Romanticism’s mythologising of mountains and sunsets as symbols of revelation are reanimat-ed by various artists in the exhibition. In vierterdezemberzweitausendundneunzehn (2019), Ugo Rondinone depicts a sunrise rendered in softly brushed watercolour. The artist’s composition of the sun and horizon evinces a scene of serene interiority, evoking a desire to acquiesce to time, solitude and the natural world. The paintings in this series, titled the Mattituck paintings, show the view from Rondinone’s studio window across the Long Island Sound. There he would watch the sun falling each day with his husband John Giorno, revelling in its “magical illumination of the ordinary”. Rondinone, who has lived in New York City since the late 1990’s, has worked with the category of the landscape throughout his career from his long standing series of mono-chrome landscape paintings in Indian ink to building his ideal home in the countryside outside of Zurich, or placing a series of stacked day glow coloured limestone boulders in the Nevada desert. His objects are embodied poems, lyrical and allusive, that seek out the link between nature and the human condition, the physical and spiritual.

Here and in the work of Elise Corpataux, the sun signifies the connection between the human and the divine, the transcendent outside. Reflections on paintings’ ability to convey pathos and affectivity is also present in the series of paintings by Corpataux whose depictions of sunsets are mimicries of those gleaned from Instagram. Corpataux´ sensual depictions of mediated sun-sets reveal our online and networked link to the outside, and contextualises how immanence manifests in contemporary life. The artist is particularly interested in the way painting possesses a special capacity to convey sentimentality. For Corpataux the sentimentalism of witnessing a sunset today is complicated through the ubiquity of its depiction on social networks, via layers of mediation and meta-experiences. In these instances, affect is felt through the moments of sharing and reposting rather than the instance of witnessing the sunset itself.

In Claudia Comte and Adeline Mollard’s wall painting, language is used as both formal and expressive devices in the representation of a landscape. The work is comprised of words arranged in a typographical arrangement reflecting the peaks and valleys of a mountain scape. Mirroring the effect on the wall is the meaning of the text itself; a discussion on nature and landscape painting between an art student (Claudia Comte in 2007) and one of her mentors, Swiss painter, master engraver and thinker, Pietro Sarto. Comte and Mollard have collaborat-ed on text and image based projects for many years. This work is the cumulation of a series of interviews Comte has conducted since 2007 with artists, curators, scientists, and other collaborators which have been translated into graphic compositions, either in print, canvas or like here, site-specific on the walls of an exhibition space. The work is accompanied by a small print run publication that includes the full interview between Sarto and Comte, as well as a fold-out print designed by Mollard.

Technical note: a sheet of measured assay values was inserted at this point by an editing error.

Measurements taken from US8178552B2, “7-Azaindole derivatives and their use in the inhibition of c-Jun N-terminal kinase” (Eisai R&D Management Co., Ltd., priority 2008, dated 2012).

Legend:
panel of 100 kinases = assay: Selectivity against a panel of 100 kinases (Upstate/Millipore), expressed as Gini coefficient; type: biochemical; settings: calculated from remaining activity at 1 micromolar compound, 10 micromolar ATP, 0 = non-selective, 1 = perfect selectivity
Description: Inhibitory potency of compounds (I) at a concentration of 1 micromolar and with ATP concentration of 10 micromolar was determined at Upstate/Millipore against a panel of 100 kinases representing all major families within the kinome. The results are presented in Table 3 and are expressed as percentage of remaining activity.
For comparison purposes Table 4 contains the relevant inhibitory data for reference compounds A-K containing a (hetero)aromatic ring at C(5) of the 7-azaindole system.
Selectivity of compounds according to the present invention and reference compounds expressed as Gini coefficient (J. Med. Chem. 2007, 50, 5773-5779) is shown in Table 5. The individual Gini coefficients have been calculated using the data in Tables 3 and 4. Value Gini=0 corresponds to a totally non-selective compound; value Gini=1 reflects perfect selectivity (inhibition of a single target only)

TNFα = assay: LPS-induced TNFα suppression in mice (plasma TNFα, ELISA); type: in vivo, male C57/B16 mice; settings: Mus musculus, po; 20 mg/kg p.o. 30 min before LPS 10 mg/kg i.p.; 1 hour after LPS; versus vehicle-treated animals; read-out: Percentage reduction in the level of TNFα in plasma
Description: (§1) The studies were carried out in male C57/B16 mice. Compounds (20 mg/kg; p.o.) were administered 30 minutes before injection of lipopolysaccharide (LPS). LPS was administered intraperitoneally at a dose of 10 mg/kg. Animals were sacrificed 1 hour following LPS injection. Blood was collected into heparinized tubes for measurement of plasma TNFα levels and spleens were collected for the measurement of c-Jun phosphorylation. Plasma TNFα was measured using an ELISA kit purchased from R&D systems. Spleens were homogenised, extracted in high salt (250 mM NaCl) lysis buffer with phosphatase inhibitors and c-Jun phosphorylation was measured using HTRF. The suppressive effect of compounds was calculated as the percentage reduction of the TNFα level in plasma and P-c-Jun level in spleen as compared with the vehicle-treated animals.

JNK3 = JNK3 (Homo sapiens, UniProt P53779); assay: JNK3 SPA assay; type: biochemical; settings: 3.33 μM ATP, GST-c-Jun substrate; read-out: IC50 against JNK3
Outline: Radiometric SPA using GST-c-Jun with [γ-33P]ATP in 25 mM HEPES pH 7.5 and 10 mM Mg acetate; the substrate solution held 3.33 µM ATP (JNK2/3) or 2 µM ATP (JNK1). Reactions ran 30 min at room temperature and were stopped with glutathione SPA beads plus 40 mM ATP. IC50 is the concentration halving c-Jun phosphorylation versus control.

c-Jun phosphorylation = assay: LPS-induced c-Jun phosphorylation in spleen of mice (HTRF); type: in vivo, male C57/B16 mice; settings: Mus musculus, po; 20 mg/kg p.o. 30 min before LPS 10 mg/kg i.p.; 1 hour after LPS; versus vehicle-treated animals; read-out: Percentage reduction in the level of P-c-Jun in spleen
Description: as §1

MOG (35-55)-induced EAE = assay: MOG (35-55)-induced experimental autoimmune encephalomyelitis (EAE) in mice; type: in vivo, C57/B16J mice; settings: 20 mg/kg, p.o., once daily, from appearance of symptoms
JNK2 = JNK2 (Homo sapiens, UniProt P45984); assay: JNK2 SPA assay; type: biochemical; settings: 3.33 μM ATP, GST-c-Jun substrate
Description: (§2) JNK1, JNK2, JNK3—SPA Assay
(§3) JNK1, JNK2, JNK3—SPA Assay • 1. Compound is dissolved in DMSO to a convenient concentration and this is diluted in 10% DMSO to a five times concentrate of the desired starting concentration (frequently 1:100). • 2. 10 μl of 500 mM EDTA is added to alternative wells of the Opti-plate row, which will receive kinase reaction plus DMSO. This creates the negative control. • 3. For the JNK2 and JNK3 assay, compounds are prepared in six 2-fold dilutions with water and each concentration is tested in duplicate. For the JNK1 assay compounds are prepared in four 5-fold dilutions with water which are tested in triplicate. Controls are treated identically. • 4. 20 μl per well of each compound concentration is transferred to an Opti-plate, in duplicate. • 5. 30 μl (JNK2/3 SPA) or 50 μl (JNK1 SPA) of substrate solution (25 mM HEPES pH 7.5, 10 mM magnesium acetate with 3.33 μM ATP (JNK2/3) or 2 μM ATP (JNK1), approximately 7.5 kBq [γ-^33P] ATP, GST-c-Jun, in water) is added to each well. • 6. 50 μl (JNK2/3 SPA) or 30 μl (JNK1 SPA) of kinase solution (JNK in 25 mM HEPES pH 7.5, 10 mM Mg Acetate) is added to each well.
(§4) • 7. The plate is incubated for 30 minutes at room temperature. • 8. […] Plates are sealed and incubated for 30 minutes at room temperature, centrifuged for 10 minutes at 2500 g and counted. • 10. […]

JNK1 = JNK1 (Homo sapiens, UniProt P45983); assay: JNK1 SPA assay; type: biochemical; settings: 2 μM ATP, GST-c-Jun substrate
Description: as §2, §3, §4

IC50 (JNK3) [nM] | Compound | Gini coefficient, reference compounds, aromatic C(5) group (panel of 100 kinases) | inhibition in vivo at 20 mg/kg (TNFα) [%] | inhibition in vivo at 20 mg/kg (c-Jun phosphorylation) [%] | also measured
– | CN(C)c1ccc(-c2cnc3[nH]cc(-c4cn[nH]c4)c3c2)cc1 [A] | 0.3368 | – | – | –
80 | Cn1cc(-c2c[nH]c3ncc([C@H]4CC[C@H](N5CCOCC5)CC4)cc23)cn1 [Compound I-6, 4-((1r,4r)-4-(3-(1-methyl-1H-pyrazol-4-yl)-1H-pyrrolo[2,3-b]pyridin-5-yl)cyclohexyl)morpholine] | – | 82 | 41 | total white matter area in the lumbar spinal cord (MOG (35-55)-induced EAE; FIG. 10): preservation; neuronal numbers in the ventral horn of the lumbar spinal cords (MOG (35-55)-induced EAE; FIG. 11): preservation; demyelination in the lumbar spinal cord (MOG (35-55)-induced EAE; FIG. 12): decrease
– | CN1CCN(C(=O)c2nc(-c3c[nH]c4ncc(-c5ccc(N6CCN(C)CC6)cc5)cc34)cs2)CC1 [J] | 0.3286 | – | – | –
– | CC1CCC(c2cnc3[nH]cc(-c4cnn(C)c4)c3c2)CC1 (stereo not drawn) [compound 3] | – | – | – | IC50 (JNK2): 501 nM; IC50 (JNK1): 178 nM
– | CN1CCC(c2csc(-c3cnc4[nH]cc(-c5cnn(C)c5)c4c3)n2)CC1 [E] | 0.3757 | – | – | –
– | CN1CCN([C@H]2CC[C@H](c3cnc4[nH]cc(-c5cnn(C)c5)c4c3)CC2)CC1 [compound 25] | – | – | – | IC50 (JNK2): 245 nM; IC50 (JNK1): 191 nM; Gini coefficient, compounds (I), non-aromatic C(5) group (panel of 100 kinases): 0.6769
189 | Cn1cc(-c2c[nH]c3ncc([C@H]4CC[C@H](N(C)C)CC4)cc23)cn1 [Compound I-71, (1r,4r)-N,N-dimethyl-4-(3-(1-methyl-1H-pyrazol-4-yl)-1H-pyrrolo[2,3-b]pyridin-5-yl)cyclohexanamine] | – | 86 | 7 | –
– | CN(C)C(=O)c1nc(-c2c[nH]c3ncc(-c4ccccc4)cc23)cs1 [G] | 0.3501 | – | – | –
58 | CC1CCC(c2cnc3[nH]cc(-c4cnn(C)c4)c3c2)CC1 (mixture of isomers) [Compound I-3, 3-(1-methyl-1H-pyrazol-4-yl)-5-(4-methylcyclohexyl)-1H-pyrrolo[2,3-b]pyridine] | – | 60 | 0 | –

In the sculptural practice of Solange Pessoa the lines demarcating art, nature and life are continuously obscured, a coalescence the artist embraces. Pessoa´s deep bond with nature is rooted to the rich terrain of her native home Mias Gerais, a state located in south-eastern Brazil. Her commanding connection to the environment emboldens her rigorous investigations into organic matter, culminating in her telluric works comprised of organic and unconventional material, such as hair, grass, fruit, feathers, minerals and moss to name just a few. The instal-lation Untitled (Bronze and grapes) was developed ‘mentally’ for several years through studies, models, observations, and documentation on the durational process and transformation of grapes, which has become its essence in a ‘transubstantialiation’ of matter over time. Time and space, matter and spirit, light and shadow, life and death, are all issues that the installation presents in its physical, temporal, and symbolic intensity. Her wall based works on display, Zooanthropomorphic ceramics are kinds of magical, open, receptive, and ritualistic objects. They exist in groups and connect multiple and hybrid universes in dialogical relationships with spaces. Numerous materials make up their structures such as feathers, hair, fur, wool, leaves, grass, flowers, roots, panels, etc.

The exhibition is supported by